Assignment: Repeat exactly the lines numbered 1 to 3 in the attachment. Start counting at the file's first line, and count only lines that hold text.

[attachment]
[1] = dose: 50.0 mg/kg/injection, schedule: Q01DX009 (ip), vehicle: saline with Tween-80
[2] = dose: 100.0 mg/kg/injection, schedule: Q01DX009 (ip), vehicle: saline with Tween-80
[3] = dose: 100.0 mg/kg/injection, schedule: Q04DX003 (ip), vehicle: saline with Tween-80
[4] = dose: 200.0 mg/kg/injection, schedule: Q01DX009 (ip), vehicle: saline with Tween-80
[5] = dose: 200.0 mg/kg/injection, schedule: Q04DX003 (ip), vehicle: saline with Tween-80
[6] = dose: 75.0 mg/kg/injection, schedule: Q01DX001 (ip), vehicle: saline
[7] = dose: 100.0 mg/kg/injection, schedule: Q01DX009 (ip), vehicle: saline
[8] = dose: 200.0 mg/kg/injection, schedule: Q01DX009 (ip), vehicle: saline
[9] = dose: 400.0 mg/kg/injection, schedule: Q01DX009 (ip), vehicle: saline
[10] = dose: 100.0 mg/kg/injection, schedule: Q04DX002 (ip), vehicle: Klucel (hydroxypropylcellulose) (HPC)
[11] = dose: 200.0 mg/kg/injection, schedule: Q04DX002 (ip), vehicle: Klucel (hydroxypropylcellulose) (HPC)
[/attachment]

[1] = dose: 50.0 mg/kg/injection, schedule: Q01DX009 (ip), vehicle: saline with Tween-80
[2] = dose: 100.0 mg/kg/injection, schedule: Q01DX009 (ip), vehicle: saline with Tween-80
[3] = dose: 100.0 mg/kg/injection, schedule: Q04DX003 (ip), vehicle: saline with Tween-80